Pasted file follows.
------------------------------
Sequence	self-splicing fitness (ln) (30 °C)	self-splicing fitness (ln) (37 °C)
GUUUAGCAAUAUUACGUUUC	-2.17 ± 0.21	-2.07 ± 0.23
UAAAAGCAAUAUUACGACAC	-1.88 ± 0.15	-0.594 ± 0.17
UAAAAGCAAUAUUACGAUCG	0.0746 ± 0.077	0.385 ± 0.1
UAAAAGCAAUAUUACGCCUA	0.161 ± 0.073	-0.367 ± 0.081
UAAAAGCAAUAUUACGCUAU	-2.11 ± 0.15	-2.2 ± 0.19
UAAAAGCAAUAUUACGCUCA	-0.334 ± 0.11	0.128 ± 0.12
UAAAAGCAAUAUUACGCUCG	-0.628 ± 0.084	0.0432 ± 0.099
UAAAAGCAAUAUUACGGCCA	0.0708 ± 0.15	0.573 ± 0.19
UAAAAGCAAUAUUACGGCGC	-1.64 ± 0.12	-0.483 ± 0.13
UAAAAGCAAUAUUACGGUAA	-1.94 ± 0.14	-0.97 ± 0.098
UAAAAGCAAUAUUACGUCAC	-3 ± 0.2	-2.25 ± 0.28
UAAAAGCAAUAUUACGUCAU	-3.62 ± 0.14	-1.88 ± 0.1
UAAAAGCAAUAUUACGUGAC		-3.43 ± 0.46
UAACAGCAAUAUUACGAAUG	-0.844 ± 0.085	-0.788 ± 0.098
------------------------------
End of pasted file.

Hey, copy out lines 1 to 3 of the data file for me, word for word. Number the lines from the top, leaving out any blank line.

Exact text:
Sequence	self-splicing fitness (ln) (30 °C)	self-splicing fitness (ln) (37 °C)
GUUUAGCAAUAUUACGUUUC	-2.17 ± 0.21	-2.07 ± 0.23
UAAAAGCAAUAUUACGACAC	-1.88 ± 0.15	-0.594 ± 0.17